I repeat the subject line: Zuko’s Story comes out tomorrow! If you’re dying with anticipation, this should tide you over: Dave Roman, the co-writer, was interviewed by MTV’s Splash Page to clear up some fan questions about the book.
Archive for the ‘behind the scenes’ Category
Zuko’s Story comes out next Tuesday. If you can’t wait and want to learn more about it, listen to this podcast interview with the writers, Alison Wilgus and Dave Roman conducted by The Avatar Portal. It sheds a lot of light on how hard we all worked to bring to the Airbender TV show fans a comic they’ll be more than satisfied with, the difficulties we endured and what you can expect in the story and artwork.
ETA: Splash Page at MTV.com put up an exclusive 5-page preview of Zuko’s Story. They show the part where Zuko is trying to assemble a crew to go find the Avatar with.
The cover I did for The Last Airbender Prequel: Zuko’s Story is up.
I’d like to talk a little about my own process for illustrating the comic.
Because film environment shots were limited and the prequel covers many locations seen in the cartoon but not the movie (as of yet), many of the environment and clothing designs were based on the cartoon. Big kudos to piandao.org and their many screenshots of the Airbender cartoon. Asides from the film pictures I was provided with by Paramount, that site and the book The Lost Scrolls: Fire were my biggest source of reference. With their help, I was able to get some of the smallest details down, from commoner outfits to forts to how Zuko’s ship room is laid out. One of the writers, Alison, was also a great help and even went to the library in search of any photos I could use as reference.
For the action scenes, I researched some of the martial arts firebending was based on: namely Northern Shaolin and Xingyiquan. I looked up numerous pictures and demonstration videos online to ensure the firebenders had proper form. I also researched dao swords and had to do a whole lot of slow-moing of videos.
I was disappointed in how Zuko’s trademark scar was toned down for the movie, so I exaggerated it for the comic (which makes sense in the context of the story anyway since he’s been freshly scarred). One thing I like about movie!Zuko’s scar is how it goes into his hair, but again, it’s kind of subtle so I emphasized that. For the cover, I was pretty much free to do whatever I want; no direction was given. I made sure to feature Zuko’s scar and make it one of the first things you notice, as it’s a crucial part of his character.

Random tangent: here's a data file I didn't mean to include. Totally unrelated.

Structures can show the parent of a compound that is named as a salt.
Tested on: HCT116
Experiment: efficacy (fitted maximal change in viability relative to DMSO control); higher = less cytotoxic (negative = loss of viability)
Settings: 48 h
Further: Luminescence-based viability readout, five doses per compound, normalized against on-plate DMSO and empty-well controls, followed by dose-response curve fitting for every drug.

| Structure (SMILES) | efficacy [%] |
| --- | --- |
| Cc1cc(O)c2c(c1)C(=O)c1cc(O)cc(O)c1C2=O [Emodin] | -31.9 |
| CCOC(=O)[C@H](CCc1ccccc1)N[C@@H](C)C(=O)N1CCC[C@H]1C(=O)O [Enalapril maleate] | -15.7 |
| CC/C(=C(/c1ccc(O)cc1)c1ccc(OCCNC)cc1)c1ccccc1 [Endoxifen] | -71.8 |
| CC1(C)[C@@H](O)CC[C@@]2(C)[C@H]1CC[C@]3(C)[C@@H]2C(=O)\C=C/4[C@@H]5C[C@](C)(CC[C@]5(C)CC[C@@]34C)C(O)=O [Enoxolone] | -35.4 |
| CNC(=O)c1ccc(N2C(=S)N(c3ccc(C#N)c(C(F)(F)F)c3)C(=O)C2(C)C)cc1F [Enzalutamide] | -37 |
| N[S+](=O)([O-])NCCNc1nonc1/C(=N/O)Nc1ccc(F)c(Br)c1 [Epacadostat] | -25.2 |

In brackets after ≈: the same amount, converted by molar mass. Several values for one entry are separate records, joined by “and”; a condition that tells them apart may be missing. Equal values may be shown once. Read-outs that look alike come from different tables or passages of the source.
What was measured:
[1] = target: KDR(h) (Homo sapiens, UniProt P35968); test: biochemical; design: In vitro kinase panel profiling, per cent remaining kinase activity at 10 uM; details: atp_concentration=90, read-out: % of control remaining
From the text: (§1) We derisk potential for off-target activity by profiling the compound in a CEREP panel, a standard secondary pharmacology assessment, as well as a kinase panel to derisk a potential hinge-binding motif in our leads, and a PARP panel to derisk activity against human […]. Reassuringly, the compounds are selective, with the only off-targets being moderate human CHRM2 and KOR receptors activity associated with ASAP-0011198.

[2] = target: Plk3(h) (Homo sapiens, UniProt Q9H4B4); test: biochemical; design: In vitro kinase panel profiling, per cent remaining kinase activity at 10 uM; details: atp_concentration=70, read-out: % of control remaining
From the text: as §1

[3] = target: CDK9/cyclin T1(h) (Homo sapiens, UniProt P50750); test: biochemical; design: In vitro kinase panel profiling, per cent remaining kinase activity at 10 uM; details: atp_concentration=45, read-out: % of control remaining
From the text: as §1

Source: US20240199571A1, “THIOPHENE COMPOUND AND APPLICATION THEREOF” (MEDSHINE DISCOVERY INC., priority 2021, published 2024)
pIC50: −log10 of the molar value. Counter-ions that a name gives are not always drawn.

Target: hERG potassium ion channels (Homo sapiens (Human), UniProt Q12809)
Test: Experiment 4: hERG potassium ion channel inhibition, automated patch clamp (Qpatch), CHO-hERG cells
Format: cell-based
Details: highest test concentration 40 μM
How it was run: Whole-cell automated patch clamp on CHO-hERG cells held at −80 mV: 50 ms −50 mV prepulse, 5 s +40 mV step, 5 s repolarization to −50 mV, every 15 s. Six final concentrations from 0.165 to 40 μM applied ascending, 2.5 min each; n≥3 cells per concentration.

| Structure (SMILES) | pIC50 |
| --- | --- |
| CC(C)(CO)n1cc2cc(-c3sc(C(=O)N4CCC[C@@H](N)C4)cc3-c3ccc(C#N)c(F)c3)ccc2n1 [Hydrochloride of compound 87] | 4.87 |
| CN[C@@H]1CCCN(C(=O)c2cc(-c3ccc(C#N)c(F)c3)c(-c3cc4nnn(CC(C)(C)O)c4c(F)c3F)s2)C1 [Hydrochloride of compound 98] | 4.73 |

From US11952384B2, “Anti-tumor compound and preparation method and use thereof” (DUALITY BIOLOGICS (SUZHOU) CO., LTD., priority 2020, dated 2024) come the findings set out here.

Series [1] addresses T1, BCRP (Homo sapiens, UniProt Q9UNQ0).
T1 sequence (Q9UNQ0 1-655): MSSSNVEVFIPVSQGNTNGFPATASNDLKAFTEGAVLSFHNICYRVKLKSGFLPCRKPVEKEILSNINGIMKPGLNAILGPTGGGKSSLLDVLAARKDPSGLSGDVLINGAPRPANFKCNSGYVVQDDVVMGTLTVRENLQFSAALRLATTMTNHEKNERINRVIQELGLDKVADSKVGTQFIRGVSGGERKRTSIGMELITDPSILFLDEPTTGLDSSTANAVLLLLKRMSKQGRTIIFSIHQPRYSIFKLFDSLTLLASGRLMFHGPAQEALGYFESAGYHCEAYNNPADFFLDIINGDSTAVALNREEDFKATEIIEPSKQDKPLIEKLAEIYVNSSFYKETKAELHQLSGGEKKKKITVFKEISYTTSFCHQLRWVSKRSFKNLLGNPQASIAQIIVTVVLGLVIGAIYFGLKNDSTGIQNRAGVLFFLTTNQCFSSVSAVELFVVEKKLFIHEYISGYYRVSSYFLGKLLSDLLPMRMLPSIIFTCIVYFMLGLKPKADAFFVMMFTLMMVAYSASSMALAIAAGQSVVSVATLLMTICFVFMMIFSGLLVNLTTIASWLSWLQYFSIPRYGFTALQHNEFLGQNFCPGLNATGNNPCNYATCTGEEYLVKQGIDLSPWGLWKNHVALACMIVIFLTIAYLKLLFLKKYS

Dave yaytime, Alison aliwilgus and I are confident that fans of the show will enjoy the comic. Since the story takes place before the film and the series, we had a lot of room for creativity and were able to stick closely to series canon. Please support our work!
ETA: Oh, and don’t forget — there will be a free preview of Zuko’s Story in Del Rey’s Free Comic Book Day sampler so go to your local comic shop on May 1st and get a copy!
While putting Yokaiden 1 together, I was asked by my editor Dallas if I’d like to include character designs and other concept sketches in the back. I declined, because that would mean having less room for actual content. Now that both books are out, I’m posting these never before seen character sketches I’m required to show before I begin drawing any comic pages.
I’ve realized now that Yokaiden is out, I can stop being so secretive and start showing some behind-the-scenes stuff. I just finished doing some concept sketches for the cover of volume 2. They’re far nicer than the sketches I did for volume 1.
When I do concept/layout sketches, they are 1) very small, and 2) very messy. The cover art sketches aren’t so bad, because the guys at Del Rey have to be able to understand them.
I liked the first one better myself, but the second one was chosen. Looks like it was the right choice.
My thumbnail sketches for my comic pages (used to plan the panel layouts and where the figures and speech bubbles go), however, are atrociously messy and only I can understand them. Fortunately, I’m the only one who has to look at them. Each one is roughly 1.25 x 1.75 inch in size.
Thumbnail –> Final page:
Since I prefer to keep everything in my head, I’m bad at noting/scribbling things down onto paper. So when I have to do it, it’s extremely vague because I can figure out the rest myself. I look at the thumbnails and go, “Oh right, the speech bubble is here and the figure is posed like this here”, and that’s good enough for me.
Next entry, I should show how rough my pencils are before I ink them. My pencils are NEVER tight. Well…except when I have to do pencils for Bongo.
Some pages I’ve been working on for the second book.
I finally bought a set of Koh-I-Noor Rapidograph technical pens, and they’ve been a life saver. Before, I used single-use disposable drawing pens, which was a bad idea for someone who inks as much as I do — the nibs wore down quickly, making me have to apply more pressure the more worn down they became, thus hurting my wrist. Now with the metallic tips and refillable ink of the technical pens, the ink flows so nicely and smoothly that barely any pressure is needed at all. I should’ve bought these YEARS ago. They save a lot of time and grief (and money, in the long run). The pages I just posted would not have been possible without them. As such, the art in the second book is already looking a lot more detailed than the art in the first.
ETA: See how terrible I am with art supplies? I’m only just starting to learn what professional artists should be using! This is why I don’t like it when people ask me for advice when it comes to what tools to use — I’m clueless!